It may be debatable whether or not rising house prices is a good thing but there is one person of influence who clearly holds a huge, vested interest in rising house prices, namely, the state. This is by virtue of the huge rake-off by way of Land and Buildings Transfer Tax (LBTT) taken by the state when houses are bought and sold. This runs from 2 per cent of purchase price on house prices of £145,000 to 12 per cent on prices above £750,000. The higher the house price, the more money to government.
This rake-off is inflated by an element known as Additional Dwelling Supplement (ADS) whereby an additional 3 per cent (4 per cent from 25 January) of the purchase price is payable to the state if the purchaser retains ownership of his main residence so the purchase relates to a second home or buy-to-let property. The stated purpose of ADS is to make residential properties more easily available to first time purchasers by placing second home and buy-to-let purchasers at a disadvantage in the market. It appears to be quite incidental that it also appropriates a significant amount of private wealth to the state.
However, I have found the majority of clients who incur liability for ADS are neither second home nor buy-to-let purchasers. The most common victim of ADS is the purchaser of a residence who has not been able to complete the sale of their previous home at the time of that purchase. This is a highly stressful, financially stretching situation made much worse by the necessity of finding an additional cash payment of 3 or 4 per cent of the purchase price before they can complete the purchase transaction. Indeed, the uncertain possibility that the purchase transaction might become subject, at the last minute, to an additional cost of several thousands of pounds is quite likely in many cases to jeopardise the settlement of the transaction.
In such cases, the payment of ADS may be recovered if the former residence is sold within a certain time after the purchase transaction. That, however, does nothing to solve the immediate cashflow problem caused by ADS. One would not like to think that unscrupulous practitioners, being aware of the potential ADS liability, might threaten to delay the settlement of the sale to improve the terms of that transaction on behalf of their own client, eg by the reduction (gazundering) of the price. However, that must be a possibility promoted by the floating risk of ADS. There appears, therefore, to be an urgent need for ADS rules to be tweaked so they focus more precisely upon the intended targets of second home and buy to let purchasers.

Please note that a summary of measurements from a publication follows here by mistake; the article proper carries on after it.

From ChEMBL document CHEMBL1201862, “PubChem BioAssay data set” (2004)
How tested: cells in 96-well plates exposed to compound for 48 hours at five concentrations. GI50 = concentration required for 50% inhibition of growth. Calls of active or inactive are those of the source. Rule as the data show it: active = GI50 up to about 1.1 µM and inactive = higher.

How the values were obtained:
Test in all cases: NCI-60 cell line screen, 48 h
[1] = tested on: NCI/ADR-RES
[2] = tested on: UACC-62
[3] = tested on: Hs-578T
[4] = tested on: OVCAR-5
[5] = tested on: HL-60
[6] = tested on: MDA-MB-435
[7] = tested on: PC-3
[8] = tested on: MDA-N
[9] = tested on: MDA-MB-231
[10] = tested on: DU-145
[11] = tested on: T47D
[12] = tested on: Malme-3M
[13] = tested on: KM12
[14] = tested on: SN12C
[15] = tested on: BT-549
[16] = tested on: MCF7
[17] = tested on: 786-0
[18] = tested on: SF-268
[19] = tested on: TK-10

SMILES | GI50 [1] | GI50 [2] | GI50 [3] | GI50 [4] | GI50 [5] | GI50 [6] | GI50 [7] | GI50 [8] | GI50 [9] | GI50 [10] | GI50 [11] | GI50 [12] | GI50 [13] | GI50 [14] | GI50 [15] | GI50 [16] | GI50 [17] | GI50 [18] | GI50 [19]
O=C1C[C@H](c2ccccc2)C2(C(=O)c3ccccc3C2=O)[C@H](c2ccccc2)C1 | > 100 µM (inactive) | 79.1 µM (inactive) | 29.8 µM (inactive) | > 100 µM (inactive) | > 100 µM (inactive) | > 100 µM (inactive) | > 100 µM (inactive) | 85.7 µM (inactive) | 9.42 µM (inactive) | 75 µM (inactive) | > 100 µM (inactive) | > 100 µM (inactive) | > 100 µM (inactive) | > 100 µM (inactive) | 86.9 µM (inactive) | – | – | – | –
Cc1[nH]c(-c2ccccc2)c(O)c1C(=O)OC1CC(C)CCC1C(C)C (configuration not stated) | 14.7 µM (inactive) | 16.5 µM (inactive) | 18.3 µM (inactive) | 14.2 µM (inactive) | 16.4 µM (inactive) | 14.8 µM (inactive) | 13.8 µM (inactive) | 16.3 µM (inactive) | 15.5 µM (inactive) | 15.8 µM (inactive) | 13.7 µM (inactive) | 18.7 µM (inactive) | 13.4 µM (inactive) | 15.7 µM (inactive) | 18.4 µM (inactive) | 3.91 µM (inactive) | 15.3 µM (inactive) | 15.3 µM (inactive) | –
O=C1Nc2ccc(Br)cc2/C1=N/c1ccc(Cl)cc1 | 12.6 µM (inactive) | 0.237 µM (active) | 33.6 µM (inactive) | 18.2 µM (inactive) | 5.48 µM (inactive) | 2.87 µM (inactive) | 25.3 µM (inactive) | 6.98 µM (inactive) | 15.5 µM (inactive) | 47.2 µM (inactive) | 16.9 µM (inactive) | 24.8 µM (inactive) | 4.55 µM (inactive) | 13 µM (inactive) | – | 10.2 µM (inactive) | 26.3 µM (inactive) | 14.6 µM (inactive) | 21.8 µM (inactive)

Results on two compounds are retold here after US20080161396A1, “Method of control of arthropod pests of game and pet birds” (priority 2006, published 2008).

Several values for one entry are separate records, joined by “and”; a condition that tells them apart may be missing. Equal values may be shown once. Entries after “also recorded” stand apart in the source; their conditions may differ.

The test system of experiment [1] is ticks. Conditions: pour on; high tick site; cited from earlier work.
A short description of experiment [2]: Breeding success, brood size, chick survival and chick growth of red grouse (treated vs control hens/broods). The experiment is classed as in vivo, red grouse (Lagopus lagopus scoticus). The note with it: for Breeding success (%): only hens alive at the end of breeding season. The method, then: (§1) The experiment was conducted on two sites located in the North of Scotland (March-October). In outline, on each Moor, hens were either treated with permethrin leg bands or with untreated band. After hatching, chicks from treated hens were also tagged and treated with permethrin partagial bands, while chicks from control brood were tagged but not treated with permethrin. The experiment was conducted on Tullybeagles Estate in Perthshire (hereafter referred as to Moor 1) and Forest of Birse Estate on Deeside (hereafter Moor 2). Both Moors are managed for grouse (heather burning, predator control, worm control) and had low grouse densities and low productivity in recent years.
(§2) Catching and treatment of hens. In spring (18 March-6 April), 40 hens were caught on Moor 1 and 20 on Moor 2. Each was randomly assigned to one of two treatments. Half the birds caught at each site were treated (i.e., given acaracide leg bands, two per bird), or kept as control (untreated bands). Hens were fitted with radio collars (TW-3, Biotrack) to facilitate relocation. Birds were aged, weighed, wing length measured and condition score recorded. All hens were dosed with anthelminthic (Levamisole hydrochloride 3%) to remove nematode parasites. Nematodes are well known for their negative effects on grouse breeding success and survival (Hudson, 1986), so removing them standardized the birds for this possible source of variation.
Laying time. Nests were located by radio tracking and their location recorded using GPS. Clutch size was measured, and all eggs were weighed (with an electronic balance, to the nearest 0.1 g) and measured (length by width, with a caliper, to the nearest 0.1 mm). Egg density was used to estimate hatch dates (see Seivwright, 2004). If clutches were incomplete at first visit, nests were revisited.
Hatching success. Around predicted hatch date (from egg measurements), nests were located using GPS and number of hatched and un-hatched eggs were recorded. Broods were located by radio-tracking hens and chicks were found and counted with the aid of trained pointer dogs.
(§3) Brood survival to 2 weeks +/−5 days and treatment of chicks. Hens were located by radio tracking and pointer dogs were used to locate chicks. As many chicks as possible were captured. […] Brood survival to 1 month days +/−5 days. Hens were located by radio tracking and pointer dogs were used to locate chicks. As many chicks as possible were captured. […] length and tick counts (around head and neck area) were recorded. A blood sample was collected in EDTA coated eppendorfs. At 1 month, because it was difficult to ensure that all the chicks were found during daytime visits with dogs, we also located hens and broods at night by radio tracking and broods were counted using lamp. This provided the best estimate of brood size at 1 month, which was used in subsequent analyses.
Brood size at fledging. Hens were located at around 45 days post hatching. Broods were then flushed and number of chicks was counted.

There may be many other unintended victims of this legislation. There is, for example, the not uncommon situation of family breakdown in which the parents of children become separated. The main earner may wish to enable his partner to retain the family home for the purpose of bringing up children of the marriage but that partner’s financial circumstances may be such that the main earner requires to retain responsibility for the mortgage over that home, in which case they require to retain joint ownership of the property. He/she proposes to be neither a second home or a buy-to-let owner but is substantially disadvantaged by ADS from acquiring ownership of their own home. He/she is, however, now subject to a financial inducement to bring about the sale of the family home to acquire a new residence, free from the cost of ADS.
In such cases, the unintended victims of the legislation might include the innocent children whose parents simply cannot afford to meet the costs of the government’s measures against second home and buy-to-let property owners
On reading the background to this legislation it seems that it may have been created as a reaction to similar provisions in England and, in particular, to prevent the acquisition in Scotland of second homes and buy-to-let properties becoming particularly attractive to purchasers from England who would be dissuaded by those provisions from making such purchases in England. That may be understandable but nevertheless serves to underline necessity of amending the legislation so that it is truly directed at second home and buy-to-let purchasers.
Michael Sheridan is Secretary of the Scottish Law Agents’ Society